Second and loong

Call it a small step for public education…with a long way still to go.

About $2 billion of the $3.2 billion that Gov. Perry and House leaders agreed to spend from the Rainy Day Fund is expected to go to public schools through the school finance formulas, according to Quorum Report.

Keeping in mind that the original House budget plan was $9.8 billion short of fully funding school finance formulas and keeping up with enrollment growth, it doesn’t take much math to figure out that the Legislature and the governor still have a long way to go toward fulfilling their constitutional duty to maintain a healthy public school system.

Rep. Scott Hochberg, the Legislature’s resident school finance expert, told his colleagues on the appropriations panel that the $2 billion from the Rainy Day Fund would restore about $200 in funding per student. Since the initial proposed cut was $1,000 per student, the shortage is still $800 per kid, which still means thousands of lost school district jobs, many overcrowded classrooms and who knows how many additional dropouts.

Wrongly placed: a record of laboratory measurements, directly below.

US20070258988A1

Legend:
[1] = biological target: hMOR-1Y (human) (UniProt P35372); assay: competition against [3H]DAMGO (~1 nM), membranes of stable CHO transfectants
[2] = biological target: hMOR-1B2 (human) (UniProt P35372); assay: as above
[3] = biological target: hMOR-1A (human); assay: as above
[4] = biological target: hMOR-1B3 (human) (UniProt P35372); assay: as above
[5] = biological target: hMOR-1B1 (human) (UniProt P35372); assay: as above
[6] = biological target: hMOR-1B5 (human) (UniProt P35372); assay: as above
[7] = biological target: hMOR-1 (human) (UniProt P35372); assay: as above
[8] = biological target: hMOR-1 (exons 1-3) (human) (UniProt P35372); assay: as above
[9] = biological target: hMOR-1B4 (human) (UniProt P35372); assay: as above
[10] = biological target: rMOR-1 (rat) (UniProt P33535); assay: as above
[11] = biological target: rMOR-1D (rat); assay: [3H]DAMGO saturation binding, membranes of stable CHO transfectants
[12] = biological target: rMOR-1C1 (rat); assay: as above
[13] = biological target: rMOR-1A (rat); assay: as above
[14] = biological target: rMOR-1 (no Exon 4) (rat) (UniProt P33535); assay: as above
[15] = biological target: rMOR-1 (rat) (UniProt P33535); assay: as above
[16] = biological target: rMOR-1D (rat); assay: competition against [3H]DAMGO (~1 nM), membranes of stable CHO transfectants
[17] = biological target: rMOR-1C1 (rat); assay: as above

“It’s a small increase, but it takes a lot of dollars to move that needle,” Hochberg said.

It also takes a lot more political will from the governor and the legislative leadership to do the right thing. They can start by spending the remaining $6.2 billion in the Rainy Day Fund and looking for new revenue sources.


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